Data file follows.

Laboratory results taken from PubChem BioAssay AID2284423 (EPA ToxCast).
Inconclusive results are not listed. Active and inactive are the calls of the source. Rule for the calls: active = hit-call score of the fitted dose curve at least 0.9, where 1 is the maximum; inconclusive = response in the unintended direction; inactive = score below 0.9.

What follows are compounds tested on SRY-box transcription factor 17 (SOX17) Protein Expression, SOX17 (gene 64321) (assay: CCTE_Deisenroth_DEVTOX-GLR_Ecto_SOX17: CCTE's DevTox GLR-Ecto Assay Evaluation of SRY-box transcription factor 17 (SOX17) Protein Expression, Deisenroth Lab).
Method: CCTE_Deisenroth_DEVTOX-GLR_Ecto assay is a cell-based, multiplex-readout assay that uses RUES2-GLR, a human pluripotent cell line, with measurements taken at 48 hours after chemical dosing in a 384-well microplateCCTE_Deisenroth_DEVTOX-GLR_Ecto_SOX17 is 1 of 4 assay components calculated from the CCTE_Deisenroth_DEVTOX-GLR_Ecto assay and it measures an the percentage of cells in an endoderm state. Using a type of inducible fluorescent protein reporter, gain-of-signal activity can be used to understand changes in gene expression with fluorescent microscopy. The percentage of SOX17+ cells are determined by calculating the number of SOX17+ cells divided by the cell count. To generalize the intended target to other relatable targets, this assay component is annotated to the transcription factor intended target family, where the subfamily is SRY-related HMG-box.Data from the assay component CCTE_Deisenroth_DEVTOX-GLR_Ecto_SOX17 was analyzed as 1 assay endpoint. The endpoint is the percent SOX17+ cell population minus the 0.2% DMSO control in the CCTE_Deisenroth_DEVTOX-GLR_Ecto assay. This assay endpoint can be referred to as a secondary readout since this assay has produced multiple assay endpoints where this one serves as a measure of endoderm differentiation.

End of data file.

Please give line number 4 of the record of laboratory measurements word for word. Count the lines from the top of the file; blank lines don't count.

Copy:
Method: CCTE_Deisenroth_DEVTOX-GLR_Ecto assay is a cell-based, multiplex-readout assay that uses RUES2-GLR, a human pluripotent cell line, with measurements taken at 48 hours after chemical dosing in a 384-well microplateCCTE_Deisenroth_DEVTOX-GLR_Ecto_SOX17 is 1 of 4 assay components calculated from the CCTE_Deisenroth_DEVTOX-GLR_Ecto assay and it measures an the percentage of cells in an endoderm state. Using a type of inducible fluorescent protein reporter, gain-of-signal activity can be used to understand changes in gene expression with fluorescent microscopy. The percentage of SOX17+ cells are determined by calculating the number of SOX17+ cells divided by the cell count. To generalize the intended target to other relatable targets, this assay component is annotated to the transcription factor intended target family, where the subfamily is SRY-related HMG-box.Data from the assay component CCTE_Deisenroth_DEVTOX-GLR_Ecto_SOX17 was analyzed as 1 assay endpoint. The endpoint is the percent SOX17+ cell population minus the 0.2% DMSO control in the CCTE_Deisenroth_DEVTOX-GLR_Ecto assay. This assay endpoint can be referred to as a secondary readout since this assay has produced multiple assay endpoints where this one serves as a measure of endoderm differentiation.